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Blog from Aug 15, 2012

Why is it that I cannot find a definition of a rolling authentication token anywhere? Let me provide my own then: a rolling token is a security (authentication) token that can only be used for a single successful authentication. After a successful authentication, the used token is always replaced by a new one, therefore the token is said to be rolling. There, now we can talk. I've always disliked typical rememberMe implementations for the weak security they provide and I still admire this eight year old blog post by Charles Miller. Let me quote from "Persistent Login Cookie Best Practice":

Persistent login cookies are the cookies that are stored with your browser when you click the "remember me" button on the login form. I would like to be able to say that such cookies are obselete, and we have a better way of handling user logins, but they aren't, and we don't.

The following recipe for persistent cookies requires no crypto more powerful than a good random number generator.

Premises

  1. Cookies are vulnerable. Between common browser cookie-theft vulnerabilities and cross-site scripting attacks, we must accept that cookies are not safe
  2. Persistent login cookies are on their own sufficient authentication to access a website. They are the equivalent of both a valid username and password rolled into one
  3. Users reuse passwords. Hence, any login cookie from which you can recover the user's password holds significantly more potential for harm than one from which you can not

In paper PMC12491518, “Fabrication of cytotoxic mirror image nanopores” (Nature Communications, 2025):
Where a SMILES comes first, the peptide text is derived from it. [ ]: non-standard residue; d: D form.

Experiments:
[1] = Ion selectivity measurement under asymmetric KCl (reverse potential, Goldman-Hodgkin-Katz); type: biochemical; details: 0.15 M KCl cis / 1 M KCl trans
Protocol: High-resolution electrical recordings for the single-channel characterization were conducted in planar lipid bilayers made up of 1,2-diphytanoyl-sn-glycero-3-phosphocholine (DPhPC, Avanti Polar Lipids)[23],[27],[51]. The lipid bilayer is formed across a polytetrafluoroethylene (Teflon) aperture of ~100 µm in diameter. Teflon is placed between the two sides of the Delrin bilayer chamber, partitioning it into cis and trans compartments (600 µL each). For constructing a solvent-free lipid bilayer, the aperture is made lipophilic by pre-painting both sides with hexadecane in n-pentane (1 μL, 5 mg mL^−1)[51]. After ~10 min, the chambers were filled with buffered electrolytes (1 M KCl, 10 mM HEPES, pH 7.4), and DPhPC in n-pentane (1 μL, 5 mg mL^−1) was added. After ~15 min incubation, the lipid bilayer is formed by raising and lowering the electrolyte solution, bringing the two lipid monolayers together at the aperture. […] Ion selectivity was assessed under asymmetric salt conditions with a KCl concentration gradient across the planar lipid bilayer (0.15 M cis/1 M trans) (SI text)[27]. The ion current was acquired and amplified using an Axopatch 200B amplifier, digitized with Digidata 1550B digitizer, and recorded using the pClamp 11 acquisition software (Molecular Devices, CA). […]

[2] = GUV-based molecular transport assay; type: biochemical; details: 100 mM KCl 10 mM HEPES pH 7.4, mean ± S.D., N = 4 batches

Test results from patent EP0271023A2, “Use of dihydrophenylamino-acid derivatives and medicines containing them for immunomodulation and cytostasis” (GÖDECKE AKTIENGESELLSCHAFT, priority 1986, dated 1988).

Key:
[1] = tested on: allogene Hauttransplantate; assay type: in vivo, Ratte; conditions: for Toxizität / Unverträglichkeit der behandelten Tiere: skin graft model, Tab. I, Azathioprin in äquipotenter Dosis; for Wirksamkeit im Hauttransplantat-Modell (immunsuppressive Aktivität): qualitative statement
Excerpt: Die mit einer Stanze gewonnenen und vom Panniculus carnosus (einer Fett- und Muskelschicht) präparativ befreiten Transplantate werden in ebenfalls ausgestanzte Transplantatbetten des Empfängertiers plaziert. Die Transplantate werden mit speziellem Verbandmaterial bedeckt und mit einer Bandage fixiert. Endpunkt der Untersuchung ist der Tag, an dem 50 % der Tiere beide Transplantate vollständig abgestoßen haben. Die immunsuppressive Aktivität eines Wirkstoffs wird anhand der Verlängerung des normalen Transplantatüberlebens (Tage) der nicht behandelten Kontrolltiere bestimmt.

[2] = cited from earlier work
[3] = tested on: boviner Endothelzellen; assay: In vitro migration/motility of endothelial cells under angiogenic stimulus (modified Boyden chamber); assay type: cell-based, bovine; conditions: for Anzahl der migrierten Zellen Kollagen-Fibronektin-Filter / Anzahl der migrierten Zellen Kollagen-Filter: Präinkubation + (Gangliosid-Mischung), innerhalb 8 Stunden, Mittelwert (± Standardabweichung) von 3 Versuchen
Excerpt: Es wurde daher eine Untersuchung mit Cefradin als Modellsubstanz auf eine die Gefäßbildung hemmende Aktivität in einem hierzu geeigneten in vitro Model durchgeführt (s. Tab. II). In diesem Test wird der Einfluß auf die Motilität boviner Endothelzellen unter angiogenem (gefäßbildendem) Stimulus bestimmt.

4. Binding persistent cookies to a particular IP address makes them not particularly persistent in many common cases
  5. A user may wish to have persistent cookies on multiple web browsers on different machines simultaneously

With all this in mind, I've always implemented rememberMe based on rolling tokens in the various web applications I've worked on. However, I've never attempted to provide it as a reusable module until one day a few months ago while I was working on federatedaccounts it hit me: rolling tokens can be thought of as just another "remote" authentication provider that can be federated with the main account. For some months now, we've happily been using tynamo-federatedaccounts-rollingtokens in production. I added some quick documentation for it at the end of the generic tynamo-federatedaccounts guide, have (secure) fun with it!

If you've missed localization support with your routing rules, don't you worry - just go grab tapestry-routing 0.0.4 and your path-encoded locale is merrily honored.

Release notes, concisely:

Improvement

Read more at tapestry-routing guide and enjoy!